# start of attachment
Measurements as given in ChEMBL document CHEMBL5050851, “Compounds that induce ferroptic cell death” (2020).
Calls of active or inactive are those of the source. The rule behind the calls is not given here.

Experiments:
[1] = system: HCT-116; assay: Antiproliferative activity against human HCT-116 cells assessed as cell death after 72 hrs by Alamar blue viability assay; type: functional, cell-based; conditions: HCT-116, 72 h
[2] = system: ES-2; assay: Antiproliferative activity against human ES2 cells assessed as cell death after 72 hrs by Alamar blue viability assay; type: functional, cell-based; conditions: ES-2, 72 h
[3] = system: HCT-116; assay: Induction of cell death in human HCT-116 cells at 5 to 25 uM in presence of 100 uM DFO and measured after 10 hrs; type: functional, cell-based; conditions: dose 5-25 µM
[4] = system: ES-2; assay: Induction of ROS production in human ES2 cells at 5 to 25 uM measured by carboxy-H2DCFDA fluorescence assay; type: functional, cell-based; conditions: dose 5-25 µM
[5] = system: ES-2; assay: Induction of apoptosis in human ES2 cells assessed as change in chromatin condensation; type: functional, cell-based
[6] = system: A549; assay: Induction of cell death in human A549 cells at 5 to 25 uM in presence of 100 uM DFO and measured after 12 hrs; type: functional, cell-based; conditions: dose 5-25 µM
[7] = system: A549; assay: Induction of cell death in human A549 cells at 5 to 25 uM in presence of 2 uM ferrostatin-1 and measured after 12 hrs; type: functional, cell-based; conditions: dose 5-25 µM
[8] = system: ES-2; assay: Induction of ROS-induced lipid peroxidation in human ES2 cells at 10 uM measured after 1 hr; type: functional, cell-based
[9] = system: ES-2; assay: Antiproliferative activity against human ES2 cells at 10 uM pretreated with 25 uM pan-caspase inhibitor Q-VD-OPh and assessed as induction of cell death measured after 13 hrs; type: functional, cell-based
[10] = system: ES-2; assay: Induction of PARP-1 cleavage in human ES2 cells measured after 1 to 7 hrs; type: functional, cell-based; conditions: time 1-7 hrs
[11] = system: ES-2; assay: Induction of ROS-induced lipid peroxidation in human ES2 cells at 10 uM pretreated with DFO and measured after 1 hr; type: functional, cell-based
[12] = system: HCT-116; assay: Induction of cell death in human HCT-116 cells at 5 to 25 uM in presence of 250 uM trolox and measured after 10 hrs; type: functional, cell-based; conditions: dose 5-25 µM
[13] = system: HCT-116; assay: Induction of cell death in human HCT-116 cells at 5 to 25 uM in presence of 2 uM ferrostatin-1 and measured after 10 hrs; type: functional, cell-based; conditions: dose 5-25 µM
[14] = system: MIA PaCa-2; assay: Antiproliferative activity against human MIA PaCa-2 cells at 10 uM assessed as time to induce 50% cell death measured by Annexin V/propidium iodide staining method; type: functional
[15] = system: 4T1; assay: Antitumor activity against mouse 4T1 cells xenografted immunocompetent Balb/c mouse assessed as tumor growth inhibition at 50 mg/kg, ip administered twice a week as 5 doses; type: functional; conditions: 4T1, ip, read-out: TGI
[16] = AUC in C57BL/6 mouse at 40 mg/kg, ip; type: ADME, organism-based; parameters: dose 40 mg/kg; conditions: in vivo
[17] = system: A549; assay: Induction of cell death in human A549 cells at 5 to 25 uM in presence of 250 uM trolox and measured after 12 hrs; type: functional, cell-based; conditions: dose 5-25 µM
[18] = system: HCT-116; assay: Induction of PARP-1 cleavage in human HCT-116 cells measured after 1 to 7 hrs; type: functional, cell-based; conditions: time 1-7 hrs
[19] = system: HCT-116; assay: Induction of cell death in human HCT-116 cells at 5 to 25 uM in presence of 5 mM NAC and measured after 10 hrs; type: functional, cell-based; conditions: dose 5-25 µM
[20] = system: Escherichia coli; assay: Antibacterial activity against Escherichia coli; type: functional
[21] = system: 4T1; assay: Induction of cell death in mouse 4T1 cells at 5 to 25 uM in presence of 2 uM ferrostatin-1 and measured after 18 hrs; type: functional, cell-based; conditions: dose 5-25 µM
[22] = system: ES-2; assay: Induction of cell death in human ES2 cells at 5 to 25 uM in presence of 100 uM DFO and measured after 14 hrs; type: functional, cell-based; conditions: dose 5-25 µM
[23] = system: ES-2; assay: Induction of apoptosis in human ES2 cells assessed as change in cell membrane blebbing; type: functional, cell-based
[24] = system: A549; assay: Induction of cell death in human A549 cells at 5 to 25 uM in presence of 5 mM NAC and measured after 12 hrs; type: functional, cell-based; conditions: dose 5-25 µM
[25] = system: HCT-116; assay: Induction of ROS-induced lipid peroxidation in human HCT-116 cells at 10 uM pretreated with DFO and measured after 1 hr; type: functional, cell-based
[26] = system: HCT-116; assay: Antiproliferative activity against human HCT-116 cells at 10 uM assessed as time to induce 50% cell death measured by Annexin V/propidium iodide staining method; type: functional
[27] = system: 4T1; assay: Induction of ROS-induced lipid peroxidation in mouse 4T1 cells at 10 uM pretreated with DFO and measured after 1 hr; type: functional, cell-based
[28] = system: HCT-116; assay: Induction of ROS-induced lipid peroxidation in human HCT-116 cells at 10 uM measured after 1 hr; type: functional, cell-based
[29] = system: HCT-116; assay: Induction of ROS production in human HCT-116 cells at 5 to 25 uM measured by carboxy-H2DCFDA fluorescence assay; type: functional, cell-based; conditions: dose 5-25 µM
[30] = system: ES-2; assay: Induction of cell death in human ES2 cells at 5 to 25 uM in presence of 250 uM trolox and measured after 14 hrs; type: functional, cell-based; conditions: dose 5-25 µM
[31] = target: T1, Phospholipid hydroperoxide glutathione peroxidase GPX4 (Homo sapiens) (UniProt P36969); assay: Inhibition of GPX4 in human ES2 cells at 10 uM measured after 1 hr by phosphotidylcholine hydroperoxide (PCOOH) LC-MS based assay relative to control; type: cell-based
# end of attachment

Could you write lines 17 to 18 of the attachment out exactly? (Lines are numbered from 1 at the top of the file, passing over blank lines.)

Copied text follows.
[14] = system: MIA PaCa-2; assay: Antiproliferative activity against human MIA PaCa-2 cells at 10 uM assessed as time to induce 50% cell death measured by Annexin V/propidium iodide staining method; type: functional
[15] = system: 4T1; assay: Antitumor activity against mouse 4T1 cells xenografted immunocompetent Balb/c mouse assessed as tumor growth inhibition at 50 mg/kg, ip administered twice a week as 5 doses; type: functional; conditions: 4T1, ip, read-out: TGI